FormBox brings vacuum-forming to your desktop

Date
4 May 2016
Reading Time
1 minute read
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Mayku: FormBox forming a concrete pot

British start-up Mayku has launched FormBox, a miniature vacuum-forming machine that brings the industrial process to makers’ desktops. Launched on Kickstarter, the $349 (£241) machine heats a sheet of material then uses the suction from a regular vacuum-cleaner to form around a 3D mould. It allows users to cast a single shape in seconds and create a product run of hundreds from their home or studio. The mould can be something as simple as a banana or a more intricate object made in almost any material, such as resin, silicon, concrete, foam, plaster or even ice or chocolate.

Mayku was started by two London-based designers, Alex Smilansky and Benjamin Redford, and backed by the Design Council and Innovate UK, with the intention of making manufacturing simpler, accessible and affordable. The company is aiming to produce more compact machines in future, including a rotational moulder, injection moulder and steel forger.

The company has also made an online library of products to show what makers can produce with their FormBox, such as a cast for concrete soap dishes, and a cast for the soap too; small batches of products in different colours, such as terrariums or tape dispensers; or customised chocolates. It also suggests using the machine in conjunction with a 3D printer, by printing a 3D shape to use as a mould.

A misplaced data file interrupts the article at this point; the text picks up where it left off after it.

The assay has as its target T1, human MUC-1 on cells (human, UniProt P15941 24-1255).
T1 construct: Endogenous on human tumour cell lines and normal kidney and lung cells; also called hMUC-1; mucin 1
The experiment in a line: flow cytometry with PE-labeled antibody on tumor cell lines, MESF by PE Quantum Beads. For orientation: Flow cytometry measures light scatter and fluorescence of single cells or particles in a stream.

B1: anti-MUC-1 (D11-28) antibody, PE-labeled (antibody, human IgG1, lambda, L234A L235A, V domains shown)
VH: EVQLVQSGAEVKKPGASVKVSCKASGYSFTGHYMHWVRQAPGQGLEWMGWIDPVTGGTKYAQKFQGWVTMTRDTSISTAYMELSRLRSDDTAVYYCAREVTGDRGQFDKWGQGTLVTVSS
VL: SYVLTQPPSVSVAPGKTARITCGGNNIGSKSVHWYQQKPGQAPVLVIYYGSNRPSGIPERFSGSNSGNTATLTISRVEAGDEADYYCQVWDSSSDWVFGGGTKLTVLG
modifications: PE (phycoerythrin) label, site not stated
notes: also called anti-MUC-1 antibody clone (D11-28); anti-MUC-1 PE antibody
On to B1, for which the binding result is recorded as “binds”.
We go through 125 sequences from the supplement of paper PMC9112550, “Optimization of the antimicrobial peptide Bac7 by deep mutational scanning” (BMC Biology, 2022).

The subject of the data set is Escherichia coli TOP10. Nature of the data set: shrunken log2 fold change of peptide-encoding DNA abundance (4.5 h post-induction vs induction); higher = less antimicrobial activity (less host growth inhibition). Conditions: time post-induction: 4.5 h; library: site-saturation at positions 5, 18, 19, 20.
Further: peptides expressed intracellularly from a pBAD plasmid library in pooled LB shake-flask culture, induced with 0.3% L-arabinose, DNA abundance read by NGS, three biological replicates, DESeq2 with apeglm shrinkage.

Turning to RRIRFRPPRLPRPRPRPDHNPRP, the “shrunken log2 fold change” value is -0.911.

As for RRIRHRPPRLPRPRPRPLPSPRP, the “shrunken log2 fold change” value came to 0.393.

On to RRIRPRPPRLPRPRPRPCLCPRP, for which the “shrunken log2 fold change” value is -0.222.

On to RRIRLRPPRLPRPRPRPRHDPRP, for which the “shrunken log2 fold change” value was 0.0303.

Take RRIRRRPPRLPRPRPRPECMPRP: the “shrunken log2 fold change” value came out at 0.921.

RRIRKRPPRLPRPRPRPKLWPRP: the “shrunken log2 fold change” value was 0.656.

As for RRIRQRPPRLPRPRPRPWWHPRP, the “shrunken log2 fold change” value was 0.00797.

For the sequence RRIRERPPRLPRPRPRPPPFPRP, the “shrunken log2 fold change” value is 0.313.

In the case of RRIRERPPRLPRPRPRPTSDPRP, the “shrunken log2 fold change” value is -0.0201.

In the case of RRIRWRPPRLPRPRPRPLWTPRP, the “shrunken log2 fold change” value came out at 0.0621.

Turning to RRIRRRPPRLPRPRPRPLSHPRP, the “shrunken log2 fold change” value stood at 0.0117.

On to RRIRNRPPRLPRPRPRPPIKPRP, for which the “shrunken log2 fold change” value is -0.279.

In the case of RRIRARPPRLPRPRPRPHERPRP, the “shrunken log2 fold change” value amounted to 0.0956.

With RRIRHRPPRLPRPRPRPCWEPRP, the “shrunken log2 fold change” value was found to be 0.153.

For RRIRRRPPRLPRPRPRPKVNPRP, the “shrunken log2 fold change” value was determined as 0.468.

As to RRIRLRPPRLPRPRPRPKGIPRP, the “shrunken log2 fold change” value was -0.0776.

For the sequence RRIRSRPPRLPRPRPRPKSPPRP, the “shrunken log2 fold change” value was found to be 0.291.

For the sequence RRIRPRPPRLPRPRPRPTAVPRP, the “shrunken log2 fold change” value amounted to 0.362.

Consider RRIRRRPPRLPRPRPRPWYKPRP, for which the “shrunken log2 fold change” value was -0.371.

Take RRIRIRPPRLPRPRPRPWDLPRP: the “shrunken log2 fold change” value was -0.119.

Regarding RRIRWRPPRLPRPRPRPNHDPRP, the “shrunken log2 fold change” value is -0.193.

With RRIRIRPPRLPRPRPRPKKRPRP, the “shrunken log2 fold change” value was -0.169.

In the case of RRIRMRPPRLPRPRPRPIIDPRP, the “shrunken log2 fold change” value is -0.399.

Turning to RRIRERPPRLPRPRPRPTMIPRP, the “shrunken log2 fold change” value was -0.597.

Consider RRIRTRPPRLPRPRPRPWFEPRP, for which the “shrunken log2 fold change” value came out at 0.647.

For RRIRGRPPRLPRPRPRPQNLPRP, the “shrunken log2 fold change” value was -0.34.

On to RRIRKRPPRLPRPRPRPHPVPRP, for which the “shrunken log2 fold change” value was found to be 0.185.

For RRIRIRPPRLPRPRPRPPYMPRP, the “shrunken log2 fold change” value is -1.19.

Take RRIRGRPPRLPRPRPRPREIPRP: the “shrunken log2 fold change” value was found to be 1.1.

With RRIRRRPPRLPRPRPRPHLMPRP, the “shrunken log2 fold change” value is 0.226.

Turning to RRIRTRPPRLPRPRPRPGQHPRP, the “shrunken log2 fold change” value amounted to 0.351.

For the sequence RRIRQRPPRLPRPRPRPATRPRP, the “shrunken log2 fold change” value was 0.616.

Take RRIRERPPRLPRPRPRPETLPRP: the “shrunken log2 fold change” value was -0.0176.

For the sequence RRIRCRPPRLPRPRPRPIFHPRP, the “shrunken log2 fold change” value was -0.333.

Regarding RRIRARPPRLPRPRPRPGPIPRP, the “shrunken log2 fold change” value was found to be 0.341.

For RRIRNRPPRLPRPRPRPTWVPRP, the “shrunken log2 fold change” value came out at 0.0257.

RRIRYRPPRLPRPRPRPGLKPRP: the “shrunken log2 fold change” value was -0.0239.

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Mayku: FormBox producing an iPhone amplifier

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Mayku: soap dish and soap

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Mayku: FormBox with Hoover

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Mayku: personalised chocolate

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Mayku: concrete desktop objects

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Mayku: FormBox multiplying 3D prints

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About the Author

Jenny Brewer

Jenny joined the editorial team as It’s Nice That’s first news editor in April 2016. Having studied 3D Design, she has spent the last ten years working in design journalism. Contact her with news stories relating to the creative industries on news@itsnicethat.com.

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